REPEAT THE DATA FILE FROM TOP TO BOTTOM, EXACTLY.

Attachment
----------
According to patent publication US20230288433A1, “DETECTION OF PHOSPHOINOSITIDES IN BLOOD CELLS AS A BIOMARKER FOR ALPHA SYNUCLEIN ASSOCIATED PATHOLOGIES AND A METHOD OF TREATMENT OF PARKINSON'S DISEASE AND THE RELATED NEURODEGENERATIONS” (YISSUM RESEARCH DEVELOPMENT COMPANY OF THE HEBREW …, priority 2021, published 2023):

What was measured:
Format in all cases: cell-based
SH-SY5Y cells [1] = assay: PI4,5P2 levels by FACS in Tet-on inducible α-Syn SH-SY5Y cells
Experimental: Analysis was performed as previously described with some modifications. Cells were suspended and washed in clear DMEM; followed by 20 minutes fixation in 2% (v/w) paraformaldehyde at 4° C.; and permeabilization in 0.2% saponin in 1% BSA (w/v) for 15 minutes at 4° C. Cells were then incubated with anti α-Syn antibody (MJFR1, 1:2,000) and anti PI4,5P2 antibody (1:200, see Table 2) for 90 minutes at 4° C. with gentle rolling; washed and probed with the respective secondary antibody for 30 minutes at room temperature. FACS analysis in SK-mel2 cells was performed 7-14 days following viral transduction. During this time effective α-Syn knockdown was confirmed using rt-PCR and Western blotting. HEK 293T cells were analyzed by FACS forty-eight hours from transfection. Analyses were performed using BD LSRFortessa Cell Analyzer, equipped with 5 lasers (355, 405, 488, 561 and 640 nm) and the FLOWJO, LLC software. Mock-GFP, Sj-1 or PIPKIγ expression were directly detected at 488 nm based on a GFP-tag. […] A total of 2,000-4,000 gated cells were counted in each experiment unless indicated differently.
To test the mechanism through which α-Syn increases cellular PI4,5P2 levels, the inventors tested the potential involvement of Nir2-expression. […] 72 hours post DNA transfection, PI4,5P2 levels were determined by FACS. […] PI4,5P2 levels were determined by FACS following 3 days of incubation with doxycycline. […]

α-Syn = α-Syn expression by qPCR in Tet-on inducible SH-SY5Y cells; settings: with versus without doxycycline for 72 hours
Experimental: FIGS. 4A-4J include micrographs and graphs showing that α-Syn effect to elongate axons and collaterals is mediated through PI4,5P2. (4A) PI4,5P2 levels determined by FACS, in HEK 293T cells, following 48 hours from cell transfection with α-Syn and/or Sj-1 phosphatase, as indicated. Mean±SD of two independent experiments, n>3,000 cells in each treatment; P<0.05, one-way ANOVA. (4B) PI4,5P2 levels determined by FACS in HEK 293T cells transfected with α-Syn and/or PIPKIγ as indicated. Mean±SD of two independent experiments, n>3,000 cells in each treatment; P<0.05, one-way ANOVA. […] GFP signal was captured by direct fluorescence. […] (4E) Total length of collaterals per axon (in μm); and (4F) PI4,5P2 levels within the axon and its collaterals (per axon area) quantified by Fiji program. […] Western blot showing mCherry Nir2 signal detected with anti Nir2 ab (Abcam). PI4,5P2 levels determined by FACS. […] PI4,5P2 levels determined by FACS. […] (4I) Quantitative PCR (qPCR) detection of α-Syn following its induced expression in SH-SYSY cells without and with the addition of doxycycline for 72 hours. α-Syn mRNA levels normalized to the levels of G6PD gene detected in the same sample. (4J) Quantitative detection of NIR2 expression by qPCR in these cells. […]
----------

According to patent publication US20230288433A1, “DETECTION OF PHOSPHOINOSITIDES IN BLOOD CELLS AS A BIOMARKER FOR ALPHA SYNUCLEIN ASSOCIATED PATHOLOGIES AND A METHOD OF TREATMENT OF PARKINSON'S DISEASE AND THE RELATED NEURODEGENERATIONS” (YISSUM RESEARCH DEVELOPMENT COMPANY OF THE HEBREW …, priority 2021, published 2023):

What was measured:
Format in all cases: cell-based
SH-SY5Y cells [1] = assay: PI4,5P2 levels by FACS in Tet-on inducible α-Syn SH-SY5Y cells
Experimental: Analysis was performed as previously described with some modifications. Cells were suspended and washed in clear DMEM; followed by 20 minutes fixation in 2% (v/w) paraformaldehyde at 4° C.; and permeabilization in 0.2% saponin in 1% BSA (w/v) for 15 minutes at 4° C. Cells were then incubated with anti α-Syn antibody (MJFR1, 1:2,000) and anti PI4,5P2 antibody (1:200, see Table 2) for 90 minutes at 4° C. with gentle rolling; washed and probed with the respective secondary antibody for 30 minutes at room temperature. FACS analysis in SK-mel2 cells was performed 7-14 days following viral transduction. During this time effective α-Syn knockdown was confirmed using rt-PCR and Western blotting. HEK 293T cells were analyzed by FACS forty-eight hours from transfection. Analyses were performed using BD LSRFortessa Cell Analyzer, equipped with 5 lasers (355, 405, 488, 561 and 640 nm) and the FLOWJO, LLC software. Mock-GFP, Sj-1 or PIPKIγ expression were directly detected at 488 nm based on a GFP-tag. […] A total of 2,000-4,000 gated cells were counted in each experiment unless indicated differently.
To test the mechanism through which α-Syn increases cellular PI4,5P2 levels, the inventors tested the potential involvement of Nir2-expression. […] 72 hours post DNA transfection, PI4,5P2 levels were determined by FACS. […] PI4,5P2 levels were determined by FACS following 3 days of incubation with doxycycline. […]

α-Syn = α-Syn expression by qPCR in Tet-on inducible SH-SY5Y cells; settings: with versus without doxycycline for 72 hours
Experimental: FIGS. 4A-4J include micrographs and graphs showing that α-Syn effect to elongate axons and collaterals is mediated through PI4,5P2. (4A) PI4,5P2 levels determined by FACS, in HEK 293T cells, following 48 hours from cell transfection with α-Syn and/or Sj-1 phosphatase, as indicated. Mean±SD of two independent experiments, n>3,000 cells in each treatment; P<0.05, one-way ANOVA. (4B) PI4,5P2 levels determined by FACS in HEK 293T cells transfected with α-Syn and/or PIPKIγ as indicated. Mean±SD of two independent experiments, n>3,000 cells in each treatment; P<0.05, one-way ANOVA. […] GFP signal was captured by direct fluorescence. […] (4E) Total length of collaterals per axon (in μm); and (4F) PI4,5P2 levels within the axon and its collaterals (per axon area) quantified by Fiji program. […] Western blot showing mCherry Nir2 signal detected with anti Nir2 ab (Abcam). PI4,5P2 levels determined by FACS. […] PI4,5P2 levels determined by FACS. […] (4I) Quantitative PCR (qPCR) detection of α-Syn following its induced expression in SH-SYSY cells without and with the addition of doxycycline for 72 hours. α-Syn mRNA levels normalized to the levels of G6PD gene detected in the same sample. (4J) Quantitative detection of NIR2 expression by qPCR in these cells. […]